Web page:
In the story of the six blind men and the elephant, each man feels a different part of an elephant’s body and then erroneously identifies the elephant as a tree, a snake, a fan, a rope, etc. It’s a bit like that with the secure access service edge (SASE). Depending on the vantage point, opinions differ about what SASE is and what capabilities are must-haves for “true” SASE.
In spite of these differences, people are betting big on SASE, which Gartner identifies as “the fastest growth opportunity in the networking and network security market.” Venture capitalists have invested hundreds of millions of dollars in it, as have software vendors acquiring companies to round out their SASE platforms. Gartner has predicted that end-users will spend $6.8 billion on it in 2022, up a whopping 42% from $4.8 billion in 2021.
This indicates that SASE, which in its simplest formulation is integrated networking and security delivered as a cloud service, is a concept well-aligned with major changes in the way we work. This includes digital transformation, remote and mobile work, the shift to cloud computing and SaaS apps and the rise of IoT. One aspect that’s often overlooked, however, is how perfectly it dovetails with another evolution on the horizon: the transition to 5G.
SASE, 5G and IT/OT/CT Convergence
In the recent Cloud Secure Edge and SASE Trend Report – 2021, research group Futuriom says that SASE represents “an important convergence of networking, cloud and applications security functions.” In addition, SASE represents the significant convergence of IT and OT networking. This can be seen as the definition of the “enterprise network” as it expands and evolves to include new types of connected objects and edge cloud services.
Over the next decade, 5G will accelerate this IT/OT convergence. It will also fold access and transport technologies from the telecom domain into this convergence, particularly in the case of private 5G deployments.
5G is not top of mind for most SASE vendors, but it should be. The 3GPP 5G specification is, after all, essentially a SASE blueprint, and this can have a profound impact on SASE roadmaps and the competitive landscape of the SASE market.
What’s the Link between 5G and SASE?
Unlike 2G, 3G and 4G/LTE, 5G isn’t just the next “G” that does the same thing as its predecessors, only better and faster. It is a complete architectural rewrite of the communications infrastructure.
The 3GPP 5G specification is less of a transport paradigm than a next-gen software-defined wide area network (SD-WAN) framework that reaches all the way back to the radio access network (RAN) and out to the clouds. It is, to put it simply, a blueprint for cloud-native, secure SD-WAN – just like SASE.
With 5G, a vendor can spin up an end-to-end virtual network that offers just the right connectivity and computing resources for a given use case, customer and/or application, and deploy this virtual private network across a shared, multi-tenant 5G infrastructure – this is advanced network slicing.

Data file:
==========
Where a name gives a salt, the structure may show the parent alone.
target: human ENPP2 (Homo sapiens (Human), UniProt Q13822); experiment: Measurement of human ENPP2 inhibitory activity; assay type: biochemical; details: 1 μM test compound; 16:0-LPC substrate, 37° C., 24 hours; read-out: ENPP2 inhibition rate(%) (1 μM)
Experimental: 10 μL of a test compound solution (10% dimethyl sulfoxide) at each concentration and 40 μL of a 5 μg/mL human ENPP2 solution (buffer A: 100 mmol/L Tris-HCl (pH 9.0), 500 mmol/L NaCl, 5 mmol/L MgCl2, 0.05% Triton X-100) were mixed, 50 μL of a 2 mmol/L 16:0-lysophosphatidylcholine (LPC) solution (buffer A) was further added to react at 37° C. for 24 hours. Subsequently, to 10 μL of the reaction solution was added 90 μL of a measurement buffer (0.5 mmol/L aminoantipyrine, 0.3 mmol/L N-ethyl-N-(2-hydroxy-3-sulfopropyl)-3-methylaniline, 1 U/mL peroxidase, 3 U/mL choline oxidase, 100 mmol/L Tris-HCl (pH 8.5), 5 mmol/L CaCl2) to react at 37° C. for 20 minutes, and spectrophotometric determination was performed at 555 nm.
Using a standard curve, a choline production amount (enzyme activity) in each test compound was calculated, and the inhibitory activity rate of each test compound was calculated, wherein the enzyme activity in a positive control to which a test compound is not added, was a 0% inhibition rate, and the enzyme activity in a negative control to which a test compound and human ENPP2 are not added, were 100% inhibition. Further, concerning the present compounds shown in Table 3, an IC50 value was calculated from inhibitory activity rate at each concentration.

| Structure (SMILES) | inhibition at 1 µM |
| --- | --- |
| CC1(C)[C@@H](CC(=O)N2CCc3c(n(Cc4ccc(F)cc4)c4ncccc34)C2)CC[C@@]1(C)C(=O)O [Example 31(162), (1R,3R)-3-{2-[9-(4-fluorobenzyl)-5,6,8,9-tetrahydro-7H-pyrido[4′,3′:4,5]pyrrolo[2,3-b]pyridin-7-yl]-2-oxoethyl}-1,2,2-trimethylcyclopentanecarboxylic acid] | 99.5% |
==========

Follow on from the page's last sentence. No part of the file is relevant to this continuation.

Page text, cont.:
This slicing capability plus 5G’s revolutionary latency, throughput and reliability capabilities will support a wealth of new industrial, business and consumer services. These use cases will blur the line between communication, information and operational technologies.
What Does this Mean for SASE vendors?
It means that SASE vendors should embrace a more holistic view of what constitutes a ‘network’ and think of themselves as being in the CT, IT and OT business all at once. Each has traditionally had its own set of security threats and best practices, and each brings unique requirements for successfully orchestrating services from the cloud.
Standing back and seeing the elephant as a whole, while taking a very close look at where and how the parts fit together, will help future-proof your roadmap. It will also influence your build-buy-or-partner strategies. Finally, it will give you a different perspective on the SASE competitive landscape.
In fact, private 5G is already impacting this landscape. There are now a small number of cloud-native start-ups offering 5G SASE. There will be more start-ups and some established vendors seeking to do the same. There will be more telecom operators who see the potential value of converting their countless thousands of local access facilities into SASE PoP and edge nodes. There will also be content delivery and cloud infrastructure vendors (i.e., CDNs and hyperscalers) who see 5G as a vehicle for developing new SASE services. Consider, for example, Amazon’s recently released AWS Private 5G offering.
There are already a small number of visionary vendors who see in the 3GPP architecture the perfect blueprint for a secure, end-to-end, cloud orchestrated wide-area network – i.e., a SASE solution – no matter the access and transport technologies involved.
These are the vendors that will participate in and influence the growth of the SASE market. These are the vendors who will profit from the consolidations, integrations and M&A activities to become tomorrow’s big SASE players.
Article first published in The 5G Exchange
About the author
Erik Larsson is the head of marketing at Enea, where he drives thought leadership, demand generation, product marketing, communication and branding. He has an extensive experience from both high-growth private companies and publicly listed technology vendors, across telecommunications, enterprise networking and cybersecurity markets.